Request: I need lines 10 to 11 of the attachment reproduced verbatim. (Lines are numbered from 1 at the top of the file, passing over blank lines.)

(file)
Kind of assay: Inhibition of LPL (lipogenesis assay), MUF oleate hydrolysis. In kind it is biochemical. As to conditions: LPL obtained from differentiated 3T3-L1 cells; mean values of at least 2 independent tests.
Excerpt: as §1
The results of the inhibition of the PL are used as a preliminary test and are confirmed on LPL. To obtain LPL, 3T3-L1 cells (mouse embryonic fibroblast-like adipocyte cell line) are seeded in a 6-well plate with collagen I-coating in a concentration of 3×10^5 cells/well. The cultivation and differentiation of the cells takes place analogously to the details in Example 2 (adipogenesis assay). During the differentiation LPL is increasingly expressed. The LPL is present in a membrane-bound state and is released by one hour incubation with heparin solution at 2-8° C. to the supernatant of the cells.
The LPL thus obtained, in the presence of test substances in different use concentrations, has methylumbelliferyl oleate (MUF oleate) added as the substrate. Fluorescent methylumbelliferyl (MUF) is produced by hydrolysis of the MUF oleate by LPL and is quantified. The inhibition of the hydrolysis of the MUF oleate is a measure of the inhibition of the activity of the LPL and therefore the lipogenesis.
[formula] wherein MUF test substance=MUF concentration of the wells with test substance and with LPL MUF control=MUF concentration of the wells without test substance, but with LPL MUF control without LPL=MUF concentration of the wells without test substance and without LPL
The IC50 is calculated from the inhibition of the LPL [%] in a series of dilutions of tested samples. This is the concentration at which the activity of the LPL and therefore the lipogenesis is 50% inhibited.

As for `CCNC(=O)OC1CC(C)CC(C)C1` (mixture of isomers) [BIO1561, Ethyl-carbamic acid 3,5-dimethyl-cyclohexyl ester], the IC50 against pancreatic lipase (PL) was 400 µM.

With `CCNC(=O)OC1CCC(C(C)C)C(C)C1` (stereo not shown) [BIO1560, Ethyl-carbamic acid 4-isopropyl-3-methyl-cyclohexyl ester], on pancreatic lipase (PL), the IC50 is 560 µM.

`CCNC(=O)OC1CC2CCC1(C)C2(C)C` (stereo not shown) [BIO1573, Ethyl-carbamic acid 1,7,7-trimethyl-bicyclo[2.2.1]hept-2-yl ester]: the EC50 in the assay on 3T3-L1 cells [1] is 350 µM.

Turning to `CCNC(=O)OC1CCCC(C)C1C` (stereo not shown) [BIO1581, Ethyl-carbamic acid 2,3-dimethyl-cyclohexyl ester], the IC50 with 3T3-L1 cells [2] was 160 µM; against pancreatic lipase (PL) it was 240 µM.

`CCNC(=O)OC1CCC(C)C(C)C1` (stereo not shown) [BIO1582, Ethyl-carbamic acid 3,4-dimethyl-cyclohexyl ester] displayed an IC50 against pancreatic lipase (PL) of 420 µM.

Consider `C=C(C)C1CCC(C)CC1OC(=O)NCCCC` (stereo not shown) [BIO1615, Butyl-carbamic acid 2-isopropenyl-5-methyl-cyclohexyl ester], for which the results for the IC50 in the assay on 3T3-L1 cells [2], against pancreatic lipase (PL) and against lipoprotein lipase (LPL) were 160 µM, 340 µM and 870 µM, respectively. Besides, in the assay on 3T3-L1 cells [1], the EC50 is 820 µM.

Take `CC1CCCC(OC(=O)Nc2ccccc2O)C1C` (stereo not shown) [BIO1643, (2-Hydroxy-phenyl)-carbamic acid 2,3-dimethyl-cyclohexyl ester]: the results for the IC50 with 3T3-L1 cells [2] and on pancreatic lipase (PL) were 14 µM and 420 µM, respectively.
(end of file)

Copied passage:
Turning to `CCNC(=O)OC1CCCC(C)C1C` (stereo not shown) [BIO1581, Ethyl-carbamic acid 2,3-dimethyl-cyclohexyl ester], the IC50 with 3T3-L1 cells [2] was 160 µM; against pancreatic lipase (PL) it was 240 µM.

`CCNC(=O)OC1CCC(C)C(C)C1` (stereo not shown) [BIO1582, Ethyl-carbamic acid 3,4-dimethyl-cyclohexyl ester] displayed an IC50 against pancreatic lipase (PL) of 420 µM.